The challenge in Egypt is that business here depends a lot on individuals. Once an individual leaves his position, his plans and strategies leave with him – perhaps this recalls Egypt’s pharaonic heritage. In addition, after the 2011 revolution, there was a lot of instability in the country. We were trying to fight fires everywhere. Any sort of strategic planning requires more long-term stability.

Speaking of long-term strategic planning, we see that the government’s ambition is to position Egypt as an Eastern Mediterranean hub. How realistic do you think this vision is?

I actually wrote an article on this topic for an Arabic paper, where my argument was yes, it is realistic because of five major factors. Firstly, we have excellent infrastructure for the refining stage of the value chain. Our current refining capacity is around 35 million tonnes p.a., and we are only using 26 to 28 million tonnes right now, so we have spare capacity of around 8 million tonnes. There is also the potential to increase this to 50 million tonnes p.a. by upgrading exciting facilities. I would say each refinery in Egypt now is overstaffed by 1000 percent at the moment, and their existing facilities and utilities can support three to five additional refineries! In terms of exporting final products too.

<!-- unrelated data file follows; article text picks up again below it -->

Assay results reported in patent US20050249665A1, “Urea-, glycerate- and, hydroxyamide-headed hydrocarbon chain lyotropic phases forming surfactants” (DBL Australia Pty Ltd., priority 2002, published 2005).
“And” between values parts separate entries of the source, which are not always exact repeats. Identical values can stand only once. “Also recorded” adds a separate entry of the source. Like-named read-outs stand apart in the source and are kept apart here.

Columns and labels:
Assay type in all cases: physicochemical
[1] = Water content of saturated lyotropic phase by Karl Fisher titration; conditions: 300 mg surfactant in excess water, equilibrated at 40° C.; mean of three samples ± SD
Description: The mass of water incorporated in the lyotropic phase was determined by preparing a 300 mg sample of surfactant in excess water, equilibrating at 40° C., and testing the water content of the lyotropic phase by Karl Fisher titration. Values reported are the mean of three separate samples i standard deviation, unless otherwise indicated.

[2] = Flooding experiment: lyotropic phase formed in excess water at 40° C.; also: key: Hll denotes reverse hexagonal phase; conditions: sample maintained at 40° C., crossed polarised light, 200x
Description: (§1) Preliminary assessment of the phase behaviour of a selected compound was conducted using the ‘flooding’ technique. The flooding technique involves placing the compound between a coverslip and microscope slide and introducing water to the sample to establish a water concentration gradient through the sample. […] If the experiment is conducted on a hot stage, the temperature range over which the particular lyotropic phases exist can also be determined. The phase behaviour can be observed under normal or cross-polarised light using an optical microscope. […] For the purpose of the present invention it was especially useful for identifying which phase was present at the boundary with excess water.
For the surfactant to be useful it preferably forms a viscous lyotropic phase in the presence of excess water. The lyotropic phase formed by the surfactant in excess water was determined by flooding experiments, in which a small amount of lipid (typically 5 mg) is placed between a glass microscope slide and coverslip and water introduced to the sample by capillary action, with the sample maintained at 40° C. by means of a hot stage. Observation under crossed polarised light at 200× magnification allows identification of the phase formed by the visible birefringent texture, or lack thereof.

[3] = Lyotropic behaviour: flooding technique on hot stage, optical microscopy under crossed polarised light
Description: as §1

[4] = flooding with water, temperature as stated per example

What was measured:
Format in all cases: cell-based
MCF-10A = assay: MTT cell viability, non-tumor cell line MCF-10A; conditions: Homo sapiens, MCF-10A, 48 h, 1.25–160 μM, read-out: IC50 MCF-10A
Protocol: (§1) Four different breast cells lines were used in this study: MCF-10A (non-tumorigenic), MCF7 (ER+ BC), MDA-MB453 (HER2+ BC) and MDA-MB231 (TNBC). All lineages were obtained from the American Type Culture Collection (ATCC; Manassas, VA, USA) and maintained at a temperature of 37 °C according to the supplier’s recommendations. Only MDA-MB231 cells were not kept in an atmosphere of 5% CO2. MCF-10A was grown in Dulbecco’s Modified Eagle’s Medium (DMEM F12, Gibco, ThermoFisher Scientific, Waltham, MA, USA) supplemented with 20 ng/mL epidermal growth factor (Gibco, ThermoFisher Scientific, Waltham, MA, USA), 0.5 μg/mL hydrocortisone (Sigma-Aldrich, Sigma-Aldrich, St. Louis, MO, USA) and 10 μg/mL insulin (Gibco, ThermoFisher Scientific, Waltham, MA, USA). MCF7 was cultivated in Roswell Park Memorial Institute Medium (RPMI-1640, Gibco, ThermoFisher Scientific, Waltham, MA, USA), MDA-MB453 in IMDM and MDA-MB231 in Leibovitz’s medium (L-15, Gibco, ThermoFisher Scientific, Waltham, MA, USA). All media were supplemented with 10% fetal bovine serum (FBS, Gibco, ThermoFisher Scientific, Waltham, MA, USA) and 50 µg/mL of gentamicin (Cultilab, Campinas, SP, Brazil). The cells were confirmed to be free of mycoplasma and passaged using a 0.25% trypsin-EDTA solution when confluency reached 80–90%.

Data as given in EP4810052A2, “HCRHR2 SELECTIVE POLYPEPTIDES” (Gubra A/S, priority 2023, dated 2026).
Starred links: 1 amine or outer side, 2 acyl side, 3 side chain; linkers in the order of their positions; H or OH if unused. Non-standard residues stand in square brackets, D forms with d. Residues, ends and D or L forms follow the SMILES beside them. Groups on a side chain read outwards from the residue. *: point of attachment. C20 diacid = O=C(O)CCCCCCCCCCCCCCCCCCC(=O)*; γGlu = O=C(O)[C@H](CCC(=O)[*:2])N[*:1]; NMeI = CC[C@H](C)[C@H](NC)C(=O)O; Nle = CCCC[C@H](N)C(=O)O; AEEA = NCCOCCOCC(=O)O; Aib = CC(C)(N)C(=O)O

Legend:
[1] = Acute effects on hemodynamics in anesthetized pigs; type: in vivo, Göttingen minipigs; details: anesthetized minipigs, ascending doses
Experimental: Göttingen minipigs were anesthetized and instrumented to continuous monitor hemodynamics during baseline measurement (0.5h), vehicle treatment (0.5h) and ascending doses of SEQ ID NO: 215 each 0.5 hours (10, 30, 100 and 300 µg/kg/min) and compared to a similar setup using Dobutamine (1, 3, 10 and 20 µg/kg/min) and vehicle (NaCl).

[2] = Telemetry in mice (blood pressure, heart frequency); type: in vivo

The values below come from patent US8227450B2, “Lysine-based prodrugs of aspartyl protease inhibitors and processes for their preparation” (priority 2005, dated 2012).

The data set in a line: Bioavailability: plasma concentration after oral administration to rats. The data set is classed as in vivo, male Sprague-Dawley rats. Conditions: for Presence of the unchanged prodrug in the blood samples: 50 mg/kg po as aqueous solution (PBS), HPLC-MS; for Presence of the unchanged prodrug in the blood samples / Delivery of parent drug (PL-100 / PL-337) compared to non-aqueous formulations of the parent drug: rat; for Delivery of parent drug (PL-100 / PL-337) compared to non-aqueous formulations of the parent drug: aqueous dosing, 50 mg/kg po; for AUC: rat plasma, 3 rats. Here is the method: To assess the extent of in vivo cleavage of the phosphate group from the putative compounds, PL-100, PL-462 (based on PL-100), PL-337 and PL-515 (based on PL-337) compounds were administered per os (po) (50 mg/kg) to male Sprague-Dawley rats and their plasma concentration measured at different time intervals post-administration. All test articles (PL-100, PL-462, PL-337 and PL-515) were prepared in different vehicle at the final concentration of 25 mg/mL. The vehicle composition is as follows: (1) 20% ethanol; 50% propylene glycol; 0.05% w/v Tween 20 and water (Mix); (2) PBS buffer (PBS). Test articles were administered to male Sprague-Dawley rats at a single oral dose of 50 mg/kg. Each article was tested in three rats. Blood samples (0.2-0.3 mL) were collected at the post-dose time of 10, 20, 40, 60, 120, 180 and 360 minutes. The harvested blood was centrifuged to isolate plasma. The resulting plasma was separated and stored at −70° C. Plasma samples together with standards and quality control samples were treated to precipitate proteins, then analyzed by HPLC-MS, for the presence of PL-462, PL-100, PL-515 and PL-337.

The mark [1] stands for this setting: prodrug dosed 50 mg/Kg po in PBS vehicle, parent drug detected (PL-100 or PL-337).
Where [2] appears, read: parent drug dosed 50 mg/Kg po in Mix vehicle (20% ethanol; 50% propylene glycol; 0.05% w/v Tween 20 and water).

Secondly, I see that we have a very strong geographic edge in our proximity to Europe and Africa. Africa is a very good market for us, because they are importing products right now from Asia and Europe. Through the COMESA agreement, we actually have an edge over countries from those regions because it gives us concessions on taxation and custom duties.

The third factor, we have strong oil and gas networks and utilities linking the oil and gas regions of Egypt, from the Western Desert to the Red Sea area, which can be used not just for existing discoveries but new discoveries. In addition, these networks also link to our deep water fields, which also links to our neighbors like Cyprus. They are currently idle but the capacity is there.

The fourth factor is Egypt’s strong manpower base. We have extremely experienced and skilled people, not just in engineering but other technical sectors and even construction. This is not something to be overlooked.

The last compelling factor is the SUMED pipeline and storage facilities, which are currently being upgraded at the moment, which reflects the value this pipeline is bringing to not just Egypt but our neighbors, some of whom are investors on this project: Saudi Arabia, Kuwait, the UAE and Qatar. It is important to note that the SUMED Pipeline is not just about the 350-kilometre pipeline itself, but the extensive storage facilities that line the pipeline. In addition, we have also two LNG facilities, that can receive the discovered gases in Cyprus & Israel and re-export to the European customers.